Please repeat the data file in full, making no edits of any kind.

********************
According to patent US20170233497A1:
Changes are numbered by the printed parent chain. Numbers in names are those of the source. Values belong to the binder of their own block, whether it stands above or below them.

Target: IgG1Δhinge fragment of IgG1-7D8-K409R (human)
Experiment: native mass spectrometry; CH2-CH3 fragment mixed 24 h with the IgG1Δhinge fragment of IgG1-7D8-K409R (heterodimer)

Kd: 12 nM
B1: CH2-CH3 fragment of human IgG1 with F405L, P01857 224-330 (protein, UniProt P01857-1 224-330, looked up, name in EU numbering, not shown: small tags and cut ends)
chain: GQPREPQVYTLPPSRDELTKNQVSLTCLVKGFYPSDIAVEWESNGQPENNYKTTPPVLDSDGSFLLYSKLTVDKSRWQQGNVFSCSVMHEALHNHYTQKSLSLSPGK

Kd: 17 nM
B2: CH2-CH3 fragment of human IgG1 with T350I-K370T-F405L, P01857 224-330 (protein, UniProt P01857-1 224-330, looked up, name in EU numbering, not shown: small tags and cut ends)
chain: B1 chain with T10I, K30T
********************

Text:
According to patent US20170233497A1:
Changes are numbered by the printed parent chain. Numbers in names are those of the source. Values belong to the binder of their own block, whether it stands above or below them.

Target: IgG1Δhinge fragment of IgG1-7D8-K409R (human)
Experiment: native mass spectrometry; CH2-CH3 fragment mixed 24 h with the IgG1Δhinge fragment of IgG1-7D8-K409R (heterodimer)

Kd: 12 nM
B1: CH2-CH3 fragment of human IgG1 with F405L, P01857 224-330 (protein, UniProt P01857-1 224-330, looked up, name in EU numbering, not shown: small tags and cut ends)
chain: GQPREPQVYTLPPSRDELTKNQVSLTCLVKGFYPSDIAVEWESNGQPENNYKTTPPVLDSDGSFLLYSKLTVDKSRWQQGNVFSCSVMHEALHNHYTQKSLSLSPGK

Kd: 17 nM
B2: CH2-CH3 fragment of human IgG1 with T350I-K370T-F405L, P01857 224-330 (protein, UniProt P01857-1 224-330, looked up, name in EU numbering, not shown: small tags and cut ends)
chain: B1 chain with T10I, K30T